30-Day Orange Line Shutdown To Begin August 19

The MBTA recently announced that the entire Orange Line will be shut down for 30 days starting on August 19 to complete repair work and make safety upgrades. A virtual public meeting was also held on August 16, and more than 250 residents from the Greater Boston region tuned in to hear about the MBTA’s plans and ask questions.

“The Orange Line closure will be used to address a maintenance backlog and planned construction investments, all of which are focused on safety improvements and returning the system to a state of good repair,” the MBTA said in an August 12 release. “Thirty days of 24-hour access will replace more than five years of Orange Line delays and weekend diversions.”

Work includes upgrading signal systems, replacing track, and other work as directed by the Federal Transit Association, the MBTA said.

Free shuttle buses will be offered between Oak Grove and Haymarket/Government Center, as well as between Forest Hills and Back Bay/Copley stations. Riders are encouraged to use the Green Line between Government Center and Back Bay stations.

“While all shuttle buses are fully ADA-accessible, accessible vans will also be available for any rider who prefers van service upon request,” the MBTA said in the release. “MBTA personnel will also be available at every station to assist riders in requesting this accessible van service. Due to the free shuttle bus service, RIDE trips that begin and end within ¾ mile of the Orange Line will be free for RIDE users during the 30-day shutdown.”

Use of the Commuter Rail is also encouraged, and riders can show a CharlieCard or CharlieTicket for free service on all lines in Zones 1A, 1, and 2.

The MBTA also said that additional Commuter Rail stops will be made at Forest Hills, Ruggles, Back Bay, North Station, Malden Center, and Oak Grove.

MBTA Deputy Chief of Staff Angel Donahue-Rodriguez said at the public meeting that following the shutdown when service resumes on September 19, the “majority of trains that are going to be used will be new trains.” He also reminded people that there are closures on the Green Line as well between Union Square and Government Center from August 22 to September 18.

Donahue-Rodriguez said that 3500 feet of track will be replaced, and signaling equipment will be changed from analog to digital. All of the work will result in faster, safer service for passengers.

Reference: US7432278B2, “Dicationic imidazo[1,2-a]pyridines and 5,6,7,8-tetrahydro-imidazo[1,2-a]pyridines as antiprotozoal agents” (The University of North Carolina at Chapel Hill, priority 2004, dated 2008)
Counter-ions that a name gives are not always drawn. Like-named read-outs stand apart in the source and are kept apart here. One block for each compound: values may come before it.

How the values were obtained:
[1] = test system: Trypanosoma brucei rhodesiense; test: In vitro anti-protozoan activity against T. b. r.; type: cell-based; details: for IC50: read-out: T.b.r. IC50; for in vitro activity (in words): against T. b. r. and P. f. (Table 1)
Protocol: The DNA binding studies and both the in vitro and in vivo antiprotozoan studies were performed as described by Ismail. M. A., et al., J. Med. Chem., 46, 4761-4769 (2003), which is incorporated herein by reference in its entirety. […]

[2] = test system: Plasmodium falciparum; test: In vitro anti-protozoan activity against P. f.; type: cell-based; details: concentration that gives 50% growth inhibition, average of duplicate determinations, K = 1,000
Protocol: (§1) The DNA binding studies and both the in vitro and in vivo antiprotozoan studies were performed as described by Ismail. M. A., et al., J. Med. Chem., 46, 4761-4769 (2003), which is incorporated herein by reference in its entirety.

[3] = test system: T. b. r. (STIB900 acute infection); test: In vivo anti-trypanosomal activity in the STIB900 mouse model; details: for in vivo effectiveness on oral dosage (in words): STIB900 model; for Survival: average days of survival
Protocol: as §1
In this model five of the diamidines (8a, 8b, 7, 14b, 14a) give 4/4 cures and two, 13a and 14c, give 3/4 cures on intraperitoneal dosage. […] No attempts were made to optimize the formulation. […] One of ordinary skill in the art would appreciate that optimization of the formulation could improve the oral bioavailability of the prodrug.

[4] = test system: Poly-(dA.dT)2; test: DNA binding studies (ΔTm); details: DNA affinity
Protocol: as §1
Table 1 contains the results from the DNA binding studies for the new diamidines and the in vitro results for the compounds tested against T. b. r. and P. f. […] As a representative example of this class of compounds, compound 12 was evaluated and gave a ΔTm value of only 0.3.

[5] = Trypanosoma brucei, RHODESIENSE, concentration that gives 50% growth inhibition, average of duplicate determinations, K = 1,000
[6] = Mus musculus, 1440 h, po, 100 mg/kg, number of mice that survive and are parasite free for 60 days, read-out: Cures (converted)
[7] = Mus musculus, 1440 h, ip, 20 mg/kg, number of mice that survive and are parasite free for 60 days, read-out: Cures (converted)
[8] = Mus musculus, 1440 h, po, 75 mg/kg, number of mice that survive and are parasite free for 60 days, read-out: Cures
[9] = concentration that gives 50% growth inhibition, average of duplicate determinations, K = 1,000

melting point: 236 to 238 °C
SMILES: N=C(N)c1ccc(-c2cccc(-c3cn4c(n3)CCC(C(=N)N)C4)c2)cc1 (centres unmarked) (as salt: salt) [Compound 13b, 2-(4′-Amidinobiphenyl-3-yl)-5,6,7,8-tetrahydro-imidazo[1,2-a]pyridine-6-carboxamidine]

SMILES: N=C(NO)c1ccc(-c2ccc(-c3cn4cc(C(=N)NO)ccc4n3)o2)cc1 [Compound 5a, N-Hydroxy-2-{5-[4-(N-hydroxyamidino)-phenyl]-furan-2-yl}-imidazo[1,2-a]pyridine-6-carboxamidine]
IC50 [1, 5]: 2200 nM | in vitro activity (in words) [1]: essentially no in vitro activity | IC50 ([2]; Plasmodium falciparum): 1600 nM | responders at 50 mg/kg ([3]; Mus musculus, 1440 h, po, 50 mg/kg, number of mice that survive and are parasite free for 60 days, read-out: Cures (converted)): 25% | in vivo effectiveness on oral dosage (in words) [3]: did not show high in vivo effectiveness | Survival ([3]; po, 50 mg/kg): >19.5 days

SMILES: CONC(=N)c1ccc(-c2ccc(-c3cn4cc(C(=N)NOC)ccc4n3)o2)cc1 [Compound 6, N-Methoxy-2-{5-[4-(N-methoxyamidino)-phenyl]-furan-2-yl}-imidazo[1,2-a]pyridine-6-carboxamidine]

He recommended that all riders plan ahead with information that can be found on mbta.com, including the Trip Planner tool that can help people plan their trip with the available modes of transportation.

The Ride trips originating within 3/4 of a mile of the Orange Line will be free, he added, and free 30 day Bluebikes passes will be available to anyone beginning on August 19. More bikes will be added to the system, and there will be certain stations where bikes are guaranteed.

Additionally, the Highway Division of MassDOT has warned residents that there will be “increased traffic congestion as a result of roadway modifications necessary to support the MBTA’s replacement bus shuttles. The modifications will occur at numerous points along the shuttle routes and range from reconfiguring travel and turning lanes, curb work, installation of designated bus lanes at various locations, and changes to traffic signal timing at multiple intersections.”

The MBTA is urging residents to work from home if they are able and to also limit driving in the Orange Line area during the shutdown.

Kristie Horstetter, a member of the Boston Transportation Department (BTD) transit team, said that “we are working with our partners at the MBTA and across city departments to look at where we can make changes to our streets…”

Additionally, Donahue-Rodriguez said that no MBTA buses will be used as shuttle buses. Instead, an “external party” will be providing coach buses for the duration of the shutdown. All shuttles will be accessible, but there will also be about 20 accessibility vans that will supplement the shuttle service, and passengers can request these vans by speaking to a T ambassador in a red shirt at any Orange Line stop.

At the public meeting, Mayor Michelle Wu said that “the scale of disruption and this length of time is going to be very significant. We really need your help in spreading the word. I wish we weren’t here, but it has been decades and decades of getting to this point of needing to have big fixes.”

Wu also ensured that every rider who typically uses the Orange Line “is guaranteed a way to get where they need to go,” whether it be by shuttle bus, commuter rail, a free Blue or increased Silver Line service.

“We want to be able to convey that feedback and make changes in real time day-by-day as we go,” Wu added.

Donahue-Rodriguez said that the MBTA is “confident” that the work will be completed within the 30 day timeframe, as the materials are on hand, and the team is prepared to get to work.

The MBTA has also established a call center for residents—the number is 617-222-3200.

For more information, visit https://www.mbta.com/schedules/Orange/alerts.

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